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Touch ID works better with time, here is what early AuthenTec fingerprint scanner looked like

Posted: , by Victor H.

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Touch ID works better with time, here is what early AuthenTec fingerprint scanner looked like
Touch ID is one of the standout features of the iPhone 5s boosting its security in a simple and unobtrusive way, but the fingerprint scanner responsible for all that wasn’t always that compact and accurate. F. Scott Moody, the co-founder of Authentec the company behind the fingerprint scanning technology of Touch ID, has revealed how the scanner originally looked like and how he pitched the technology to the big tech companies.

The fingerprint technology in the iPhone 5s is based on an 8 x 8 millimeter sensor located beneath the home key. Interestingly, the technology gets better and more accurate as you use it more.

"We're looking at pores, structures of ridges and valleys, and instantaneously tell who you are," Moody said. "Every time you use it, it learns more about you. Because it knows, 'This is Alex,' every time you use it gets easier and easier."

However originally the fingerprint scanner was much larger and tethered to a large bulky computer. That’s how Authentec pitched to tech executives at the big firms, trying to sell its technology and get resources to minimize it.

The first version of Authentec’s sensor was actually called FingerLoc and only the box for it was much larger than the whole iPhone. This was the unit that went into demos and those did not always go smooth. Moore told the story about the product demo at IBM where the CTO tested the sensor and was incorrectly recognized as AuthenTec co-founder Dale Setlak. "I joked that all CTO fingerprints look the same," Moody said. "He didn't buy it."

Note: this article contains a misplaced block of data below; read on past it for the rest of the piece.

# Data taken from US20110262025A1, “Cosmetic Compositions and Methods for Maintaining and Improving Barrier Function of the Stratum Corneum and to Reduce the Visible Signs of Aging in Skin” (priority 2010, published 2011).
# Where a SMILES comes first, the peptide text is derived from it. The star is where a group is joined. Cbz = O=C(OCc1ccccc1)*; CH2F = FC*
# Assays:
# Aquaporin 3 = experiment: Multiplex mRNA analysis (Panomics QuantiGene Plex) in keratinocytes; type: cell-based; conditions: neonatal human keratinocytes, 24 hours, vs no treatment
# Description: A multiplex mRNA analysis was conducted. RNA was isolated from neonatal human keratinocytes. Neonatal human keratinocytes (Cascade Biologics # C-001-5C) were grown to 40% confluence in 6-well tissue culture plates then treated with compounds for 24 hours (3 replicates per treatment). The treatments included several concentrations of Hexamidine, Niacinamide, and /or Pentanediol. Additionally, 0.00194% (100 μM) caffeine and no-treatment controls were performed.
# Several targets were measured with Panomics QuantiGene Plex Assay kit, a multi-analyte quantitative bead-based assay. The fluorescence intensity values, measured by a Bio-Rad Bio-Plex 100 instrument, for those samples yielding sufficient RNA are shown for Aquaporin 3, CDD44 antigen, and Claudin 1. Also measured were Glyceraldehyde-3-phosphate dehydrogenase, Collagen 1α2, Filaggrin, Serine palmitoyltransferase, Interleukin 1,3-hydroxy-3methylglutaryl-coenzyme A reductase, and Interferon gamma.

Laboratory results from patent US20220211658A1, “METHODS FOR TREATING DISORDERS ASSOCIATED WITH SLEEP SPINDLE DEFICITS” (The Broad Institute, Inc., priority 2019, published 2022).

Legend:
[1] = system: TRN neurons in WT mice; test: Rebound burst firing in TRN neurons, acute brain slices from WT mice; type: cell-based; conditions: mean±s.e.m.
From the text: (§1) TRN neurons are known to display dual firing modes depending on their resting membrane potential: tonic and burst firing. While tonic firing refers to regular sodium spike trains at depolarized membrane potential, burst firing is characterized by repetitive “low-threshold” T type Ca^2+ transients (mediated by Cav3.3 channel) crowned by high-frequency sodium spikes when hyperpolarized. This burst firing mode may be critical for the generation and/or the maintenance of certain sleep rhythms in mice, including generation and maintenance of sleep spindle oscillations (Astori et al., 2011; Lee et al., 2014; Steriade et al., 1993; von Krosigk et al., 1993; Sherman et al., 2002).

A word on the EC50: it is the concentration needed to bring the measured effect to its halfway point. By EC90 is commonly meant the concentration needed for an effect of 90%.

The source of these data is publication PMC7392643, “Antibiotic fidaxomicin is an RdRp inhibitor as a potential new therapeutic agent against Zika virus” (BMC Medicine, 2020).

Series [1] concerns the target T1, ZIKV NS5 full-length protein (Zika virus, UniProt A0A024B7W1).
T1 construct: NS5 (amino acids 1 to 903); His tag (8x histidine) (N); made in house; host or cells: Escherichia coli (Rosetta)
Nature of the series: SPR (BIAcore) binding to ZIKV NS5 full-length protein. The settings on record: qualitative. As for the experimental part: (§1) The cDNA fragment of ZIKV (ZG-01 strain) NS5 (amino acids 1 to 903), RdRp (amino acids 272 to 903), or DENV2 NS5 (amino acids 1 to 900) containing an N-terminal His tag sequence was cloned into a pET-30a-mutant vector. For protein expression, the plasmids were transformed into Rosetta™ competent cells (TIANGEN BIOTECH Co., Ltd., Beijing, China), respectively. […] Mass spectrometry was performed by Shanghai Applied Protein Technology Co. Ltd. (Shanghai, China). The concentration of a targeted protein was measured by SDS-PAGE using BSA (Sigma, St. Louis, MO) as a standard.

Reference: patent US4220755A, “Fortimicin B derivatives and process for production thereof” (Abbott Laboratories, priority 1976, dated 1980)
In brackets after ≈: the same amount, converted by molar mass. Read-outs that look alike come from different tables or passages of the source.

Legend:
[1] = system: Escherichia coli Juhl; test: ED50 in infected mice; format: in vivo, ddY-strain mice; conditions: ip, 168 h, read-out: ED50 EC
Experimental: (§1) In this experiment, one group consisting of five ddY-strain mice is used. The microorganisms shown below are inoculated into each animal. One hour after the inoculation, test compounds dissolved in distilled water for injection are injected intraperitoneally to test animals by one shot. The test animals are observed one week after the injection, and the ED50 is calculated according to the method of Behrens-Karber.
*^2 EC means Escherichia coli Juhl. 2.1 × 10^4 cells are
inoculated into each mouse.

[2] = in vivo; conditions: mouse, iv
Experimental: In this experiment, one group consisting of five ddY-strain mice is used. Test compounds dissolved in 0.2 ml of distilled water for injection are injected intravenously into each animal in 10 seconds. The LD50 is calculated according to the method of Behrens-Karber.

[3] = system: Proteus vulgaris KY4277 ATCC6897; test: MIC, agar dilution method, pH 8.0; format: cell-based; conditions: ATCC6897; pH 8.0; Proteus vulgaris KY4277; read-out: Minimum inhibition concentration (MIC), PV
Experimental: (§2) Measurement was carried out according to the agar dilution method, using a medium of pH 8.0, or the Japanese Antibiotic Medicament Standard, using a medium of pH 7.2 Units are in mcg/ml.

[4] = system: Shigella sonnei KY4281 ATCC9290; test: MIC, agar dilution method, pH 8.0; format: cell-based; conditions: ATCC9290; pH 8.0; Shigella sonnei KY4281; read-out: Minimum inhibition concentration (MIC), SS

Eventually, the company got the attention of no other than Apple and with a quick acquisition you can see the result in the iPhone 5s. The iPhone was actually not the first device with a fingerprint scanner in it, but where others failed the iPhone succeeds. AuthenTec takes pride in that and Moore explains: "with other sensors, your ridges would collapse into the valleys. Ours doesn't.”

Right below you can see the early prototypes. Feel free to share your experiences with Touch ID as a lot of you have now used it more.

source: Apple Insider

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posted on 17 Oct 2013, 04:36 2

1. dratomic (Posts: 483; Member since: 09 Oct 2013)

here comes those apple fans sayin this is revolutionary and android fans stating it was available on motorola atrix with both of them not knowing that this was available since 2007 in some toshiba windows mobiles which I doubt were the first to use it

posted on 17 Oct 2013, 04:46 3

4. rantao333 (Posts: 322; Member since: 21 May 2013)

apple definitely not the 1st, but android will get it later.

posted on 17 Oct 2013, 04:52 2

5. Dilmah (Posts: 9; Member since: 08 Oct 2012)

ofc not first, but first successor for massive production and more practical user expierence. Those first fingerprints mobile phones were more like prototypes, not ready for massive production and not so usefull….

posted on 17 Oct 2013, 07:00

7. good2great (Posts: 1042; Member since: 22 Feb 2012)

hahaha always the same argument

posted on 17 Oct 2013, 04:41 1

3. itsdeepak4u2000 (Posts: 3718; Member since: 03 Nov 2012)

Nice technology of storing pores, structure of ridges and valleys...

posted on 17 Oct 2013, 05:50 1

6. androiphone20 (Posts: 1654; Member since: 10 Jul 2013)

better than drawing patterns like a 3yr old

posted on 17 Oct 2013, 09:27

8. Champion (Posts: 12; Member since: 14 Oct 2013)

Will love to see fingerprint scanner in LUMIA devices

posted on 17 Oct 2013, 20:08

9. Mrmark (Posts: 303; Member since: 26 Jan 2013)

Yeah... Another heated dispute like who is better Kobe or LeBron James!

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